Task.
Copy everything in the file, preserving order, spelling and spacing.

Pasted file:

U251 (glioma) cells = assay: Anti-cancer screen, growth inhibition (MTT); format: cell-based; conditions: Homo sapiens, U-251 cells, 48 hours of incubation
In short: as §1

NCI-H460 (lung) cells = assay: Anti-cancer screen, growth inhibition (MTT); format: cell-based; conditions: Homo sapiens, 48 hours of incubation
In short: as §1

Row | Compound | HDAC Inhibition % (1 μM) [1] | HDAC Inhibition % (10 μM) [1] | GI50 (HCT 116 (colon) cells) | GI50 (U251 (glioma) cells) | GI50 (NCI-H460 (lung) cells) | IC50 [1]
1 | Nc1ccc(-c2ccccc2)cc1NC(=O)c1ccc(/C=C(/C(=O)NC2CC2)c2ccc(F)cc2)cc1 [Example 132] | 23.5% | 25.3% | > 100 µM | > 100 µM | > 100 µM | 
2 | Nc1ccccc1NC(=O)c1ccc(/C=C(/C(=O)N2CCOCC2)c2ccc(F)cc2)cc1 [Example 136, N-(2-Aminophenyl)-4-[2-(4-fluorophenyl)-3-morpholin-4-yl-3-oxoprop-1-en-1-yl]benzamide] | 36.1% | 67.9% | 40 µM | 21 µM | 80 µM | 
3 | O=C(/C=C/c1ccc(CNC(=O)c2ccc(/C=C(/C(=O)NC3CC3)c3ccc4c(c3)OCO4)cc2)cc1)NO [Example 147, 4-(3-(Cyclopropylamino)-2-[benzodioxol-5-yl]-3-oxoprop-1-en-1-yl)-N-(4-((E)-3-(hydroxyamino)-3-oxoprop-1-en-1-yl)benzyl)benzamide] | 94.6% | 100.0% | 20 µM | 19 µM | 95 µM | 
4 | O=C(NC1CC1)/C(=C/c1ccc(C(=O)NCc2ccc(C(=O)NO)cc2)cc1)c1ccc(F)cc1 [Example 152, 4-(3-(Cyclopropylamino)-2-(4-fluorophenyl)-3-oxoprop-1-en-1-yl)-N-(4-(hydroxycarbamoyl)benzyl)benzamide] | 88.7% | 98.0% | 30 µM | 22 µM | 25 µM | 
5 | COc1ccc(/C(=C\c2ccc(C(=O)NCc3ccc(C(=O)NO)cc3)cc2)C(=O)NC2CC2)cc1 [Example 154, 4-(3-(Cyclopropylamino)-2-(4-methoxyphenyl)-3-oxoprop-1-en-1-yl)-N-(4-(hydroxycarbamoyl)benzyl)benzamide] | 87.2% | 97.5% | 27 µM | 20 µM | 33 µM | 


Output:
U251 (glioma) cells = assay: Anti-cancer screen, growth inhibition (MTT); format: cell-based; conditions: Homo sapiens, U-251 cells, 48 hours of incubation
In short: as §1

NCI-H460 (lung) cells = assay: Anti-cancer screen, growth inhibition (MTT); format: cell-based; conditions: Homo sapiens, 48 hours of incubation
In short: as §1

Row | Compound | HDAC Inhibition % (1 μM) [1] | HDAC Inhibition % (10 μM) [1] | GI50 (HCT 116 (colon) cells) | GI50 (U251 (glioma) cells) | GI50 (NCI-H460 (lung) cells) | IC50 [1]
1 | Nc1ccc(-c2ccccc2)cc1NC(=O)c1ccc(/C=C(/C(=O)NC2CC2)c2ccc(F)cc2)cc1 [Example 132] | 23.5% | 25.3% | > 100 µM | > 100 µM | > 100 µM | 
2 | Nc1ccccc1NC(=O)c1ccc(/C=C(/C(=O)N2CCOCC2)c2ccc(F)cc2)cc1 [Example 136, N-(2-Aminophenyl)-4-[2-(4-fluorophenyl)-3-morpholin-4-yl-3-oxoprop-1-en-1-yl]benzamide] | 36.1% | 67.9% | 40 µM | 21 µM | 80 µM | 
3 | O=C(/C=C/c1ccc(CNC(=O)c2ccc(/C=C(/C(=O)NC3CC3)c3ccc4c(c3)OCO4)cc2)cc1)NO [Example 147, 4-(3-(Cyclopropylamino)-2-[benzodioxol-5-yl]-3-oxoprop-1-en-1-yl)-N-(4-((E)-3-(hydroxyamino)-3-oxoprop-1-en-1-yl)benzyl)benzamide] | 94.6% | 100.0% | 20 µM | 19 µM | 95 µM | 
4 | O=C(NC1CC1)/C(=C/c1ccc(C(=O)NCc2ccc(C(=O)NO)cc2)cc1)c1ccc(F)cc1 [Example 152, 4-(3-(Cyclopropylamino)-2-(4-fluorophenyl)-3-oxoprop-1-en-1-yl)-N-(4-(hydroxycarbamoyl)benzyl)benzamide] | 88.7% | 98.0% | 30 µM | 22 µM | 25 µM | 
5 | COc1ccc(/C(=C\c2ccc(C(=O)NCc3ccc(C(=O)NO)cc3)cc2)C(=O)NC2CC2)cc1 [Example 154, 4-(3-(Cyclopropylamino)-2-(4-methoxyphenyl)-3-oxoprop-1-en-1-yl)-N-(4-(hydroxycarbamoyl)benzyl)benzamide] | 87.2% | 97.5% | 27 µM | 20 µM | 33 µM | 